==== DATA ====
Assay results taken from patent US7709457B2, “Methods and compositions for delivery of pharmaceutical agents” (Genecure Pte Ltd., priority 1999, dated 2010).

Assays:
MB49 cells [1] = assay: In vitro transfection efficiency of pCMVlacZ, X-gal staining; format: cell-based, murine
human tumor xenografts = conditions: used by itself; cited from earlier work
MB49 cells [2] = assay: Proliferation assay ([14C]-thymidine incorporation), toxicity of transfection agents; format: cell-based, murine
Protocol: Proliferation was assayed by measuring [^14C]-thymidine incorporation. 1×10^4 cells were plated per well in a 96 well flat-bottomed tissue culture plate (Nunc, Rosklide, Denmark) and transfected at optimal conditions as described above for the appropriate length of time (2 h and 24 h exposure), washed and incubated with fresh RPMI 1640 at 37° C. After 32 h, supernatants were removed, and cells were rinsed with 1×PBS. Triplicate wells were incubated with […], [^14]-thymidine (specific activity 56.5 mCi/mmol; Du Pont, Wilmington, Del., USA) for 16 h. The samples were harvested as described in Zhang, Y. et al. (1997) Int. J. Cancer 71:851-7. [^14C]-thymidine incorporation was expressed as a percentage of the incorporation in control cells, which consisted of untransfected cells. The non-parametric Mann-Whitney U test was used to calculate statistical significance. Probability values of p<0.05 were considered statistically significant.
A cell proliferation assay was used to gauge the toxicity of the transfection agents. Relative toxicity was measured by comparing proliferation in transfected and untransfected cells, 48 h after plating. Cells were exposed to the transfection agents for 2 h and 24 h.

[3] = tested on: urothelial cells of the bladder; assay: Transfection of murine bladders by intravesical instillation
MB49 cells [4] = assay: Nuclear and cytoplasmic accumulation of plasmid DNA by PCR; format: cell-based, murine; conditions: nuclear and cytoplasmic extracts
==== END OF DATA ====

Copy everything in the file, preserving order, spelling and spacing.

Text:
Assay results taken from patent US7709457B2, “Methods and compositions for delivery of pharmaceutical agents” (Genecure Pte Ltd., priority 1999, dated 2010).

Assays:
MB49 cells [1] = assay: In vitro transfection efficiency of pCMVlacZ, X-gal staining; format: cell-based, murine
human tumor xenografts = conditions: used by itself; cited from earlier work
MB49 cells [2] = assay: Proliferation assay ([14C]-thymidine incorporation), toxicity of transfection agents; format: cell-based, murine
Protocol: Proliferation was assayed by measuring [^14C]-thymidine incorporation. 1×10^4 cells were plated per well in a 96 well flat-bottomed tissue culture plate (Nunc, Rosklide, Denmark) and transfected at optimal conditions as described above for the appropriate length of time (2 h and 24 h exposure), washed and incubated with fresh RPMI 1640 at 37° C. After 32 h, supernatants were removed, and cells were rinsed with 1×PBS. Triplicate wells were incubated with […], [^14]-thymidine (specific activity 56.5 mCi/mmol; Du Pont, Wilmington, Del., USA) for 16 h. The samples were harvested as described in Zhang, Y. et al. (1997) Int. J. Cancer 71:851-7. [^14C]-thymidine incorporation was expressed as a percentage of the incorporation in control cells, which consisted of untransfected cells. The non-parametric Mann-Whitney U test was used to calculate statistical significance. Probability values of p<0.05 were considered statistically significant.
A cell proliferation assay was used to gauge the toxicity of the transfection agents. Relative toxicity was measured by comparing proliferation in transfected and untransfected cells, 48 h after plating. Cells were exposed to the transfection agents for 2 h and 24 h.

[3] = tested on: urothelial cells of the bladder; assay: Transfection of murine bladders by intravesical instillation
MB49 cells [4] = assay: Nuclear and cytoplasmic accumulation of plasmid DNA by PCR; format: cell-based, murine; conditions: nuclear and cytoplasmic extracts